As the coronavirus spreads and the state sets stricter guidelines for social distancing, food pantries and other nonprofits around southeastern Connecticut have to find new ways of serving their populations while also meeting a sudden rise in needs. Many of the area’s senior centers, nonprofit childcare centers, and other face-to-face services have been suspended amid the outbreak, but nonprofit leaders say too many people depend too critically on nutritional aid like Meals on Wheels or the Gemma E. Moran United Way / Labor Food Bank to stop those services. “We have managed our Food Bank budget for a lot of

More

Balancing Virus Response With Economic And General Health Consequences

/

The coronavirus is not the only threat we face. As I wrote in The Hill on last Thursday and The Wall Street Journal editorialized last Friday, we may face a far greater threat from a collapsed economy, which would devastate everyone’s financial and medical condition. This should be of special concern in Connecticut which entered the current crisis already economically anemic and financially shaky. While this may not be popular to say, we should rethink shutdown policies in Connecticut. Actually, it may not be unpopular. A new Pew Research Center poll shows that 70 percent of Americans see the virus

More

A Surfeit of Caution

/

There is an esprit de corps that has developed surrounding our collective attempts to “flatten the curve” of the COVID-19 pandemic.  Social media is awash with posts suggesting ways to connect, ways to nourish each other, ways to survive the isolation. There has been an outpouring of support for those on the frontlines — the medical professionals who at their own peril face this crisis directly. The call for “social distancing” has been heard from the highest offices to the lowliest tweet.  We are so focused on how to live well and help one another within this new framework that I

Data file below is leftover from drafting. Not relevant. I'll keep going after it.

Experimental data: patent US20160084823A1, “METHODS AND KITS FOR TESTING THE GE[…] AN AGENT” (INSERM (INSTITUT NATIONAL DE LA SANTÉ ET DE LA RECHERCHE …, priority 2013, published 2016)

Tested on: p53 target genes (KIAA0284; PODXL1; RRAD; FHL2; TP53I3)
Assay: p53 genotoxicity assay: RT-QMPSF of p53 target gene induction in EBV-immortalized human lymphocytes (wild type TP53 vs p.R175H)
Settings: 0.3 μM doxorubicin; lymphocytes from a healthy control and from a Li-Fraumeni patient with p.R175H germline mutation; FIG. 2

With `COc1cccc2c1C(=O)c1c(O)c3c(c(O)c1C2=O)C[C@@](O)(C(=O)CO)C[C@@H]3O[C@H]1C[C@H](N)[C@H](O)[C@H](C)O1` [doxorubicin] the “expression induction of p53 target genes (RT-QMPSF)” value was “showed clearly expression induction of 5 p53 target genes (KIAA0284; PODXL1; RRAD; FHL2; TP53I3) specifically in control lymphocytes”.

More

Widespread Unemployment, Business Failures, Expected in Wake of Coronavirus Closures

Yoga studios, gyms, restaurants and hair salons have been mandated to close — with other “nonessential” businesses closing on Monday — employees are financially-strapped and owners wondering how long their businesses can survive without customers. In the wake of closures that began Monday, CT Examiner took the pulse of a number of business owners and employees in the region, asking about the viability of their businesses and industries in face of many unknowns. Fragile restaurant margins “How many customers are going to call and say, ‘I’ll have the $39 osso bucco, give me six of those,” said Jordi Viladas, a

More

With Newfound Flexibility and Instructions to Proceed “Immediately,” Connecticut Schools Grapple With Transition to Online Education

/